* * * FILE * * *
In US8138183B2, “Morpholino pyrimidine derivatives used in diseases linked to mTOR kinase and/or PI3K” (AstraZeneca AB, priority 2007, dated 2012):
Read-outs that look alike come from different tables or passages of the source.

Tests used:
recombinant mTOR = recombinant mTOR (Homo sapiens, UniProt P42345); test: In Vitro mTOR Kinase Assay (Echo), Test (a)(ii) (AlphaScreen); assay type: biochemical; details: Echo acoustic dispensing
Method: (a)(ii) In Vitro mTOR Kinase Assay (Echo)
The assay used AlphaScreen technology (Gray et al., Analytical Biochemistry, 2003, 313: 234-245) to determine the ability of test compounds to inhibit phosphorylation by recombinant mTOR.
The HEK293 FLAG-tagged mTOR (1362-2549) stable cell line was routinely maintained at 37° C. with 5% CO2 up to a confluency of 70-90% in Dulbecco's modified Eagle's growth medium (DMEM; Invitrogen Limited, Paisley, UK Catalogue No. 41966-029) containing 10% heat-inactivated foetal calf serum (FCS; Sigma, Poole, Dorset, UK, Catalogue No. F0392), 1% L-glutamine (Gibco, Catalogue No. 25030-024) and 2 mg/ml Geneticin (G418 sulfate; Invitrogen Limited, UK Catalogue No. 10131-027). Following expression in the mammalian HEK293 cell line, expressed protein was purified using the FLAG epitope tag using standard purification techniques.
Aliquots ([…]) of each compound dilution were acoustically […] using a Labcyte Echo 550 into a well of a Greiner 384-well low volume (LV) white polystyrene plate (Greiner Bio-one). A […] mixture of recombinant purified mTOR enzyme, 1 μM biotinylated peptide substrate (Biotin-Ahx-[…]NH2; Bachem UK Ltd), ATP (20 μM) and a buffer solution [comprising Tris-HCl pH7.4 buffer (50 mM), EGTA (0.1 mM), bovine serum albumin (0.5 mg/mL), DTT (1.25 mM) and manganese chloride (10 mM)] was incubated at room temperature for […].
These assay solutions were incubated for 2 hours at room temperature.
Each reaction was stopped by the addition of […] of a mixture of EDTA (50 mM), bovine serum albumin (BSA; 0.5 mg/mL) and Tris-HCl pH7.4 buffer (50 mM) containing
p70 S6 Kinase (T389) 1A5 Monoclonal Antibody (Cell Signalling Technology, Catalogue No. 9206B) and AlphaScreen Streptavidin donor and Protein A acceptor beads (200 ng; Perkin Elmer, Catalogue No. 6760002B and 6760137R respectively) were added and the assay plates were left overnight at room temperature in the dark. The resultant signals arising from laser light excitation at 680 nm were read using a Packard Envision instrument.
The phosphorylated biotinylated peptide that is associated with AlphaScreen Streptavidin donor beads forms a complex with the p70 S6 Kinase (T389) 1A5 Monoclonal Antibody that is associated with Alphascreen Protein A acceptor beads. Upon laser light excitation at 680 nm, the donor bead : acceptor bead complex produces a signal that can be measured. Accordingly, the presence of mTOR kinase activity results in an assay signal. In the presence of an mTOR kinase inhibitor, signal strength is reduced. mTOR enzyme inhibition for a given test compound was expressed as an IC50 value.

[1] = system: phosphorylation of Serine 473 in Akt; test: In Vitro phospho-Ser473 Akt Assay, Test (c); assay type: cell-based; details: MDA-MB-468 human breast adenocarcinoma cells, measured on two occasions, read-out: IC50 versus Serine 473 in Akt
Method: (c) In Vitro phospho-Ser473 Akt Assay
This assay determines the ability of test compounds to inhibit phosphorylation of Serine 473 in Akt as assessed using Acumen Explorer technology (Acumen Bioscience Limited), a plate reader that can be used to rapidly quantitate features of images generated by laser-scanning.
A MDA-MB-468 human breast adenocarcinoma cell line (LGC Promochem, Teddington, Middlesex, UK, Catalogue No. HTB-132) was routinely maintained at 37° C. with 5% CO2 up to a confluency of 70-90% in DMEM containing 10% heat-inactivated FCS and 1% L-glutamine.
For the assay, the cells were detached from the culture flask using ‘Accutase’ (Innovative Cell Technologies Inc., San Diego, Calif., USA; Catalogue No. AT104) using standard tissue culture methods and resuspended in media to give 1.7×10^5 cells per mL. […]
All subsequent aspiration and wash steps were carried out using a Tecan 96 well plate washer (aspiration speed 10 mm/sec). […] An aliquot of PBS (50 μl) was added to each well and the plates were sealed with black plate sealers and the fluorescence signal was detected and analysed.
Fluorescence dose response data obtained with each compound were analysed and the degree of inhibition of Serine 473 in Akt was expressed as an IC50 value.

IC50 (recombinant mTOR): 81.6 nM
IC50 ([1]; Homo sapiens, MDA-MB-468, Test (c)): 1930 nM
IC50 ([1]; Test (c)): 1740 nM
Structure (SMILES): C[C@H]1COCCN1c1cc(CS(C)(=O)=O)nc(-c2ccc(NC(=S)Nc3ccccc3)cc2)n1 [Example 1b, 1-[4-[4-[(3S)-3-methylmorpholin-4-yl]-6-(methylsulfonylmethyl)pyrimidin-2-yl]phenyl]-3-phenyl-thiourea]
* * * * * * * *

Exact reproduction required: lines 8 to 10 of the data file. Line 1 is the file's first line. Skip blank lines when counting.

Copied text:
Aliquots ([…]) of each compound dilution were acoustically […] using a Labcyte Echo 550 into a well of a Greiner 384-well low volume (LV) white polystyrene plate (Greiner Bio-one). A […] mixture of recombinant purified mTOR enzyme, 1 μM biotinylated peptide substrate (Biotin-Ahx-[…]NH2; Bachem UK Ltd), ATP (20 μM) and a buffer solution [comprising Tris-HCl pH7.4 buffer (50 mM), EGTA (0.1 mM), bovine serum albumin (0.5 mg/mL), DTT (1.25 mM) and manganese chloride (10 mM)] was incubated at room temperature for […].
These assay solutions were incubated for 2 hours at room temperature.
Each reaction was stopped by the addition of […] of a mixture of EDTA (50 mM), bovine serum albumin (BSA; 0.5 mg/mL) and Tris-HCl pH7.4 buffer (50 mM) containing